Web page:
More inventive thinking and planning is coming to an area close to the Buffalo Niagara Medical Campus (BNMC). Thanks to $75,000 from the New York State Energy Research and Development Authority and New York State Department of Transportation, a plan will be developed that will identify further potential for smart transportation infrastructure and technology, along the Main Street corridor, from Goodell Street to Ferry Street.
The project, Creating a Smart Corridor Plan for Main Street in Buffalo, N.Y., will be drawn up in tandem with the City’s next big Main Street initiative – the start of a design process that that will see Complete Streets infrastructure introduced to that same section of Main Street. The BNMC and the City will be working together to come up with a plan that will incorporate smart transportation infrastructure and technology, while improving energy efficiency, and reducing emissions. Access, mobility, and traffic safety will also be taken into account. The BNMC study, which supports Governor Andrew M. Cuomo’s nation-leading energy goal to reduce greenhouse gas emissions 40 percent by 2030, will result in a set of recommendations and anticipated costs.
The primary goal of the project will be to create a more innovative streetscape to ensure a greener, safer, more efficient and integrated transportation system for the future.
According to William Smith, Director of Access and Planning for BNMC, “The funding affords us the ability to identify opportunities to improve the street for pedestrians, bicyclists and motorists while at the same time, to plan for the future with new technologies such as sensing technologies, wireless communications, autonomous vehicles, and dynamic and smart parking technologies that can help Buffalo become a model of efficiency, safety, and more sustainable environmental approaches.” He added, “The timing is ideal, as we have the opportunity to work with the City of Buffalo as they embark on streetscape improvements that may allow us to integrate our recommendations simultaneously, vastly improving Main Street for all.”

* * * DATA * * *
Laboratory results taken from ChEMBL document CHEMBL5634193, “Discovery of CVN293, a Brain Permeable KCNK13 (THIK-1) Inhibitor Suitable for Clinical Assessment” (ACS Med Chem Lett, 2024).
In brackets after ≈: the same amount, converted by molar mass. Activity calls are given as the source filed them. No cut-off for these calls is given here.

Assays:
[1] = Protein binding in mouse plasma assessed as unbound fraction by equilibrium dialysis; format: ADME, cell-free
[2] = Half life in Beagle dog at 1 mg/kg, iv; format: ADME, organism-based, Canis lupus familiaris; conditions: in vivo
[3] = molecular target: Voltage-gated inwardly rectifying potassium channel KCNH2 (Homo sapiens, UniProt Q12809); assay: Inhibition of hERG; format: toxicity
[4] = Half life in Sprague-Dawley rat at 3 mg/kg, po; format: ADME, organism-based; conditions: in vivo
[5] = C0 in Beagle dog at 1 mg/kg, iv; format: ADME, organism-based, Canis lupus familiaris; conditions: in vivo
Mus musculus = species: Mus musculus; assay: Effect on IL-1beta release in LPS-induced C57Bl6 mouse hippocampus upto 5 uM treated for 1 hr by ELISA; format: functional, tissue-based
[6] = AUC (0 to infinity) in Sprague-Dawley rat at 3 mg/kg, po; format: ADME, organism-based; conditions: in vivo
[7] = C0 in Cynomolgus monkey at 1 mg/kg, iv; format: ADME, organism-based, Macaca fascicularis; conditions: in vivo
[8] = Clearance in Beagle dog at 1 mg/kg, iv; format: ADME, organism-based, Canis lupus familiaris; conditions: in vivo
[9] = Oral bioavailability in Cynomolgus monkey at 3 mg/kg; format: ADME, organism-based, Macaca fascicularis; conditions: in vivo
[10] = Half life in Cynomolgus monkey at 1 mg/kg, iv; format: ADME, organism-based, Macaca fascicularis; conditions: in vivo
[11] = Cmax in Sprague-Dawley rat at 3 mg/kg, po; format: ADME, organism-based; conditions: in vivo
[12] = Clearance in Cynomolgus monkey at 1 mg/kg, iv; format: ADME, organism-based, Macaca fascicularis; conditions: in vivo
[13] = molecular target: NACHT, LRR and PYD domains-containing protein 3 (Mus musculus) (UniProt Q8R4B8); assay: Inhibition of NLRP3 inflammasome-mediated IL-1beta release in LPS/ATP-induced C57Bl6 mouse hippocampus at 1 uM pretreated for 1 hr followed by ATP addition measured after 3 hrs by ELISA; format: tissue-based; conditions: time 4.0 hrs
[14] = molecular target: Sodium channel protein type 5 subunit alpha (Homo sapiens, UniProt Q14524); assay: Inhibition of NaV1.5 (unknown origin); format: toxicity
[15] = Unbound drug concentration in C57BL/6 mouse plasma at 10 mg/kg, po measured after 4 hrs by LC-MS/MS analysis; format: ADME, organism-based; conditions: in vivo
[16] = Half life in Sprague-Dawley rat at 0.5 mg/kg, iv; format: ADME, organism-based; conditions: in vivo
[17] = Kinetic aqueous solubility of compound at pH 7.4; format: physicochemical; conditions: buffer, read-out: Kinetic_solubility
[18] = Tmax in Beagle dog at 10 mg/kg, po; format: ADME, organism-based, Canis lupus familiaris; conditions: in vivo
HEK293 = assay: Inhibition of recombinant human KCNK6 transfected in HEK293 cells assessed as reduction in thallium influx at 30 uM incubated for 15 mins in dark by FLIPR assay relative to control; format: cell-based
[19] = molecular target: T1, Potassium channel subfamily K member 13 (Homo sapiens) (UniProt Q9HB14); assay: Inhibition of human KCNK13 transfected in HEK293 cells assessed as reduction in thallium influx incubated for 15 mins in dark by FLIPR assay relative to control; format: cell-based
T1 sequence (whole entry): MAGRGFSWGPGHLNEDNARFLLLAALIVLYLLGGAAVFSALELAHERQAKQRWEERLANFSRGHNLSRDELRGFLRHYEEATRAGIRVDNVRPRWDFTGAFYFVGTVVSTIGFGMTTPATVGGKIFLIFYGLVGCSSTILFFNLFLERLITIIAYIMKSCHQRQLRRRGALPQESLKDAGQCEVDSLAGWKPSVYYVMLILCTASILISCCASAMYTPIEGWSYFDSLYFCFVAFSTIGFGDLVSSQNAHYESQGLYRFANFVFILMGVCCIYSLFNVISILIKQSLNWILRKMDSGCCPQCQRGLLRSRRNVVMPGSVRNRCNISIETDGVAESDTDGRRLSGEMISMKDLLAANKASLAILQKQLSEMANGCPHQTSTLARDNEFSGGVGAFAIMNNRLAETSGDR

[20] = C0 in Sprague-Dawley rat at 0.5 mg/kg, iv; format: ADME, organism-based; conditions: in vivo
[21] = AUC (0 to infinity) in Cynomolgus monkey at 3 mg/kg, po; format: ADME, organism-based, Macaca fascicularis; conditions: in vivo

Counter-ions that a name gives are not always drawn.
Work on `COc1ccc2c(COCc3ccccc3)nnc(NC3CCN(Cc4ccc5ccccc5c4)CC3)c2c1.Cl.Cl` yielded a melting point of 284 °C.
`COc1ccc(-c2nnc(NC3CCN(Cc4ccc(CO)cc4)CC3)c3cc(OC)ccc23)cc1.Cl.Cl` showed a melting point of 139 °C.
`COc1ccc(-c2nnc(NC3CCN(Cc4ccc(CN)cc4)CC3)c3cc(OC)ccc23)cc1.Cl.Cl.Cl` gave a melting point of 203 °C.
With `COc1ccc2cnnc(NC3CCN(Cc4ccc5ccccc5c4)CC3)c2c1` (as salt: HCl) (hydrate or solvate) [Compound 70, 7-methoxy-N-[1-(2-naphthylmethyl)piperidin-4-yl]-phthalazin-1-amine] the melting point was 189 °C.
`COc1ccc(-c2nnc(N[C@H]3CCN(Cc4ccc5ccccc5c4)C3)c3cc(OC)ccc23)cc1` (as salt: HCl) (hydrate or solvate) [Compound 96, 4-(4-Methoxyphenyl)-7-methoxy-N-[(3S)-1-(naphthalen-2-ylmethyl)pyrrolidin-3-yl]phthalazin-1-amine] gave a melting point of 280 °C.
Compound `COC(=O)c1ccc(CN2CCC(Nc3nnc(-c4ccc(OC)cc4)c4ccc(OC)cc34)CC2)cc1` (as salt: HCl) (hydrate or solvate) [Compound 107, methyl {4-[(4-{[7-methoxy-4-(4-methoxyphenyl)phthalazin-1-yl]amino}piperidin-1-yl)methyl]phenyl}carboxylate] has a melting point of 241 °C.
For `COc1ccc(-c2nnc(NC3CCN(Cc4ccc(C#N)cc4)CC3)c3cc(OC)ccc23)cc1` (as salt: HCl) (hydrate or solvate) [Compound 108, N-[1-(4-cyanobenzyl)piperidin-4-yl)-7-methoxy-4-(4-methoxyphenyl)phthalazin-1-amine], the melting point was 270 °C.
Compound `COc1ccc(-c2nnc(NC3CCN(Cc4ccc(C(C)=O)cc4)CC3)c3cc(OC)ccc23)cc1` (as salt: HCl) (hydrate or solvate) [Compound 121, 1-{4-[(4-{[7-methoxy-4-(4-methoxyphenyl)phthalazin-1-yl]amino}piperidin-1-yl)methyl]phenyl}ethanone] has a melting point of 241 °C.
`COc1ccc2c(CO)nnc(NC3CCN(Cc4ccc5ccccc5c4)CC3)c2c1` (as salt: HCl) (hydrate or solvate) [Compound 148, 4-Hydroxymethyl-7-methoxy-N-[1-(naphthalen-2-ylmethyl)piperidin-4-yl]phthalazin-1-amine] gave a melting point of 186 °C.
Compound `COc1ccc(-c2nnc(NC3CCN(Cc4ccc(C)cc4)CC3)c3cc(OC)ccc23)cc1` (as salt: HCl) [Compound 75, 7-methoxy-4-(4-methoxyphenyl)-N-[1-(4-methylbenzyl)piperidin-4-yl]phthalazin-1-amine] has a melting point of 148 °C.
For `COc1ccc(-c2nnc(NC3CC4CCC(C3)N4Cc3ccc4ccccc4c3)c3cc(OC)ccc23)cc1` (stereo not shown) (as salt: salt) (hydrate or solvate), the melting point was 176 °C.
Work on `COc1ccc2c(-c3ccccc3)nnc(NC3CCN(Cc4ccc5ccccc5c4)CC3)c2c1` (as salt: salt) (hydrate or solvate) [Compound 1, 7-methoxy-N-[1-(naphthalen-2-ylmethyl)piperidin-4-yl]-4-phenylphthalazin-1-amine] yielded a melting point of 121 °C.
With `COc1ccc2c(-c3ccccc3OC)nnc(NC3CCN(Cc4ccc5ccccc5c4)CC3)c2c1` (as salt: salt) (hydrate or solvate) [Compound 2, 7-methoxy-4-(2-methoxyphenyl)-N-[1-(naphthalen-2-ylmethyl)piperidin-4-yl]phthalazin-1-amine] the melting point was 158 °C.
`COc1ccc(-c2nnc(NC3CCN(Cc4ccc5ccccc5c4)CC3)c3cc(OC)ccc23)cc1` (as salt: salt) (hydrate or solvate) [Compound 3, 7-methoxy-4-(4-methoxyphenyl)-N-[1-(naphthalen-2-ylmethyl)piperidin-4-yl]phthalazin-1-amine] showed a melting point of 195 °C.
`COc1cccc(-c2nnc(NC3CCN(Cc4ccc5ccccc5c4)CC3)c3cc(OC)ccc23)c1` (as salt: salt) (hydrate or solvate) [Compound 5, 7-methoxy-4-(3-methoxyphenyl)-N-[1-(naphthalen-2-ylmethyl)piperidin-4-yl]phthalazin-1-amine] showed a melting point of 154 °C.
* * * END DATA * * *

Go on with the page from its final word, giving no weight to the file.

The study is certainly great news for this section of Main Street, which will soon benefit from a $13 million streetscape improvement. It would be an opportune time to extend the progressive infrastructure enhancements past Ferry, all the way to the UB’s South Campus. Years ago, the City installed center median planters instead of a “Complete Street” with bike lanes. Looking back, that was a very big mistake, and should be corrected as part of an annex plan. Maybe the Smart Corridor Plan can make some recommendations for the near future?
“The Main Street corridor through the Medical Campus area is ripe for infrastructure improvements to complement the development that continues to transform this area. My administration has led the way in initiating the transformation of Buffalo’s transportation network following the Complete Streets model that accommodates bicycles, pedestrians and motorists in an equitable manner. Working with the BNMC on this grant will afford the opportunity to advance the Complete Streets model with the latest technology,” Mayor Byron W. Brown said.
Work on the Smart Corridor Plan will begin this year and is set to include:
- Developing an RFP process to choose a subcontractor who will work with BNMC and the City on smart corridor design considerations, anticipated benefits and associated costs
- Developing a project steering committee to guide the project
- Ensure coordination among stakeholders
- Provide relevant data, insight and information
- Review and comment on project findings
- Developing a Smart Corridor recommendations report which will include a review of existing plans, technologies and conditions, an outline of best practices and potential opportunities, and specific recommendations and anticipated costs
Some of the design and technology elements that the Smart Corridor Plan will focus on are:
- Wireless communications
- Sensing technologies
- Connected and autonomous technologies including connected safety systems
- Dynamic traffic control and crossing signalization
- Smart parking technologies
- Transit technologies including real time data and systems coordination
- Renewable energy and energy efficiency applications
The Smart Corridor Plan is anticipated to be completed within a year’s time. Moving forward, the planning team will be working with BNMC member institutions, transportation service providers, utility companies, surrounding neighborhoods, and local and national experts in the field of smart transportation and city planning.